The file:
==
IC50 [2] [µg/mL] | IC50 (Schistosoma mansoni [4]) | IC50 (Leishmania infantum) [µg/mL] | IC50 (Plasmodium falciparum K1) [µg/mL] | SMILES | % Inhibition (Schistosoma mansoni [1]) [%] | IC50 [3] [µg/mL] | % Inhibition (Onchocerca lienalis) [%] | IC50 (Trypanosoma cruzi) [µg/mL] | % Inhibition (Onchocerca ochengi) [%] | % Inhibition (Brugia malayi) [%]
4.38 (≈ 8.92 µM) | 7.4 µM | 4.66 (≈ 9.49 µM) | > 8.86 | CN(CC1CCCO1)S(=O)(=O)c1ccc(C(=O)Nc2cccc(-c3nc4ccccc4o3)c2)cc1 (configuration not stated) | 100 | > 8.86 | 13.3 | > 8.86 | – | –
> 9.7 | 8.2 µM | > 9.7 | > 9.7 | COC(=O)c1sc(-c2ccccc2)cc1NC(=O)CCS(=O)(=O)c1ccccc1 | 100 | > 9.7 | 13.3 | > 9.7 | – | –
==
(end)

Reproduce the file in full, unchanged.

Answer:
IC50 [2] [µg/mL] | IC50 (Schistosoma mansoni [4]) | IC50 (Leishmania infantum) [µg/mL] | IC50 (Plasmodium falciparum K1) [µg/mL] | SMILES | % Inhibition (Schistosoma mansoni [1]) [%] | IC50 [3] [µg/mL] | % Inhibition (Onchocerca lienalis) [%] | IC50 (Trypanosoma cruzi) [µg/mL] | % Inhibition (Onchocerca ochengi) [%] | % Inhibition (Brugia malayi) [%]
4.38 (≈ 8.92 µM) | 7.4 µM | 4.66 (≈ 9.49 µM) | > 8.86 | CN(CC1CCCO1)S(=O)(=O)c1ccc(C(=O)Nc2cccc(-c3nc4ccccc4o3)c2)cc1 (configuration not stated) | 100 | > 8.86 | 13.3 | > 8.86 | – | –
> 9.7 | 8.2 µM | > 9.7 | > 9.7 | COC(=O)c1sc(-c2ccccc2)cc1NC(=O)CCS(=O)(=O)c1ccccc1 | 100 | > 9.7 | 13.3 | > 9.7 | – | –